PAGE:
3.3. Terpenes (120 Compounds)

Previous publications have reported 120 [2,92] or more [93,94] terpenes in cannabis. Our search for terpenes with the correct chemical structures yielded a total of 120 terpenes. Terpenes, or isoprenoids, consist of the second largest class of cannabis constituents. These compounds are responsible for the characteristic aroma of the plant. Terpenes can be classified into five main classes: monoterpenes, sesquiterpenes, diterpenes, triterpenes, and miscellaneous terpenes. Out of 120 terpenes, there are 61 monoterpenes (C10 skeleton), 51 sesquiterpenes (C15 skeleton), 2 diterpenes, (C20 skeleton), 2 triterpenes (C30 skeleton), and 4 miscellaneous compounds.

3.3.1. Monoterpenes (61 Compounds)

Sixty-one monoterpenes (202262) have been reported from cannabis. They can be classified into two distinct classes: monoterpene hydrocarbons and oxygenated monoterpenes. Cannabis monoterpenes may be acyclic (linear), monocyclic or bicyclic (Figure 14 and Figure 15).
In 1942, the low boiling point terpene fraction of Egyptian hashish contained two monoterpene hydrocarbons: p-cymene (205) and small quantities of 1-methyl-4-isopropenyl-benzene or dehydro-p-cymene (208) [95]. Almost twenty years later, an acyclic monoterpene, myrcene (202) and the monocyclic monoterpene limonene (209), were identified in the essential oil of fresh, wild C. sativa from Canada [96].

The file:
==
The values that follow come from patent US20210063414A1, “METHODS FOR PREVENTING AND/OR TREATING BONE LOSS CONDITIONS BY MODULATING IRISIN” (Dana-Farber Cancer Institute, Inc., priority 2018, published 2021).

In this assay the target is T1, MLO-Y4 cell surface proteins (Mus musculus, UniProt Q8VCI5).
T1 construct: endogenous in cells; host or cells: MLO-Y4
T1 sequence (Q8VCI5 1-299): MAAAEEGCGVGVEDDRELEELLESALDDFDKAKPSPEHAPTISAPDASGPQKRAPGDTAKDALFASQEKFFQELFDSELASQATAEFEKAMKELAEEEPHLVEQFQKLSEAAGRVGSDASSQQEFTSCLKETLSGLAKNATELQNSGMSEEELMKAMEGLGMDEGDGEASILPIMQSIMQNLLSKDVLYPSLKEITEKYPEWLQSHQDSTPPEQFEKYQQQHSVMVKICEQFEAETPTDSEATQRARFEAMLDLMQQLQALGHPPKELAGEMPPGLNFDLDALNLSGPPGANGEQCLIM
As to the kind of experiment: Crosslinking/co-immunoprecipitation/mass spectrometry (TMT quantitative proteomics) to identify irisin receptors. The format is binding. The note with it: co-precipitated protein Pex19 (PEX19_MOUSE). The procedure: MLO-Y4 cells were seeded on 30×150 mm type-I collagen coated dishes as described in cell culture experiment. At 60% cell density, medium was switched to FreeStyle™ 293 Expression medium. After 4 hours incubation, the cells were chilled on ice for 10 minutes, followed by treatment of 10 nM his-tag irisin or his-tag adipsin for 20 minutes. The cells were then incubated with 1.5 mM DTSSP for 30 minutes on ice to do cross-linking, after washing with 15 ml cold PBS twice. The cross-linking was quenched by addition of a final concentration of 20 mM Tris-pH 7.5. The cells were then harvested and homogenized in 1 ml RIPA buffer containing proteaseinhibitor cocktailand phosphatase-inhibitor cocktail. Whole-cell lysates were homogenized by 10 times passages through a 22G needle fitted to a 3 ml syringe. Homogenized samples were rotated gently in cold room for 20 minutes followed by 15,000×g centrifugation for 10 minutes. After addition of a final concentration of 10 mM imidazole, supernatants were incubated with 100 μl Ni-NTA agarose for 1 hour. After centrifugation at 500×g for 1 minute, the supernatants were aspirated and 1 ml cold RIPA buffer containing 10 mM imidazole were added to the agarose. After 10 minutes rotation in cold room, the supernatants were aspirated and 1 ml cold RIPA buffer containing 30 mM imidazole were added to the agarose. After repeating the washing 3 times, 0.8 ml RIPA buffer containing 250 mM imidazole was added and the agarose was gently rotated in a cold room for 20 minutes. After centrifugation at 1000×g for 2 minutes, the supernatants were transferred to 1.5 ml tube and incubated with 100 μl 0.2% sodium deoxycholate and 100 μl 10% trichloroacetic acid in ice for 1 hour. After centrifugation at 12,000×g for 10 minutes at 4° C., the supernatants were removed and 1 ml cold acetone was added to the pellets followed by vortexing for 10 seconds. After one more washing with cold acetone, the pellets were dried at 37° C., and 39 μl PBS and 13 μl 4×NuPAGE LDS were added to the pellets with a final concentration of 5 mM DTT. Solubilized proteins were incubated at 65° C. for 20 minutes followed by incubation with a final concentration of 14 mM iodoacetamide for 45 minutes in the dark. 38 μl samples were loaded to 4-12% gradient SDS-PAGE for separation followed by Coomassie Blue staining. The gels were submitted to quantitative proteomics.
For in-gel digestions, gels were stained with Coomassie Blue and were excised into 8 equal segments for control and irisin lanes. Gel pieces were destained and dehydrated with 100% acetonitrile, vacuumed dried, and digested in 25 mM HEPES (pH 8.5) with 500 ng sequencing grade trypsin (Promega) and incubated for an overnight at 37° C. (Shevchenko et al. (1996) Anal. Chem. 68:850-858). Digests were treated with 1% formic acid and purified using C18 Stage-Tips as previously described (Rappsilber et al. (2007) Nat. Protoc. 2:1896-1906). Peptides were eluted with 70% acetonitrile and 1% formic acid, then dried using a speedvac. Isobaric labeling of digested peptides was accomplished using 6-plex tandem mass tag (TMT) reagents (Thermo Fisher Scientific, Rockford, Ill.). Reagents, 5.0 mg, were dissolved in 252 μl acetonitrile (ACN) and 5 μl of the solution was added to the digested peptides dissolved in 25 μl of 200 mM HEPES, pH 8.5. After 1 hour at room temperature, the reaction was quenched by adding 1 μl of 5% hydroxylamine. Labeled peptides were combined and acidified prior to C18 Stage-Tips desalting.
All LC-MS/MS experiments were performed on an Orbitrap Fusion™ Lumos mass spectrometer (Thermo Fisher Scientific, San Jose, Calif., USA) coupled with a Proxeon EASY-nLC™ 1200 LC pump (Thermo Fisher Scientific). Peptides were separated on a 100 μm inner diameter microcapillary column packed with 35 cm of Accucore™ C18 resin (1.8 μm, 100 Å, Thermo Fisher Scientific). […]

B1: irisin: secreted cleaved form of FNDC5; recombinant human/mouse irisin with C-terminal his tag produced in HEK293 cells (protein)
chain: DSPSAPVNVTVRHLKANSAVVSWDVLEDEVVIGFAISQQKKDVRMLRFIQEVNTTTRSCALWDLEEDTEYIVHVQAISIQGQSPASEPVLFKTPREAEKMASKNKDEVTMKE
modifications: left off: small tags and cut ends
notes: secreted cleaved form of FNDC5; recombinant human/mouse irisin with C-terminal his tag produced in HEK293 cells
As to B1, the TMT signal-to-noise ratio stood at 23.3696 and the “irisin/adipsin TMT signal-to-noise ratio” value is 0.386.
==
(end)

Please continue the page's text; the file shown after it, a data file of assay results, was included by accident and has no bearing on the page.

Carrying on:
Terpenoid-related compounds were detected from the hydrodistillation of freshly harvested C. sativa L. from India [97]. The essential oil obtained from the hydrodistillation underwent fractional distillation, yielding five fractions. Fraction 5 was further chromatographed over alumina using petroleum ether, benzene, ether, and alcohol successively as eluents. The fractions collected with petroleum ether were combined and named Fraction 5-A, while the fractions collected with benzene as the solvent system were combined and collectively known as Fraction 5-B. Upon GC-MS and physico–chemical analyses, twenty-four different metabolites were detected, out of which 12 monoterpenes were not reported previously, namely α-terpinene (207), β-phellandrene (208), γ-terpinene (209), α-terpinolene (210), α-pinene (214), β-pinene (215), camphene (216), linalool (221), α-terpineol (232), terpinene-4-ol (233), linalool oxide (243), and sabinene hydrate (249) [97].
In the early 1970s, Dutch and Turkish cannabis volatile oil samples were compared by capillary gas chromatography [98,99]. The volatile oils were prepared by two methods: hydrodistillation or through nitrogen extraction; the volatile oils were identified to contain 18 total monoterpenes, seven of which had not been identified previously: cis-β-ocimene (203), trans-β-ocimene (204), α-phellandrene (211), Δ3-carene (217), Δ4-carene (218), sabinene (219) and α-thujene (220). In 1976, the oxygenated monoterpene, m-mentha-1,8-(9)-dien-5-ol (229) was identified from the volatile oil of Cannabis [100].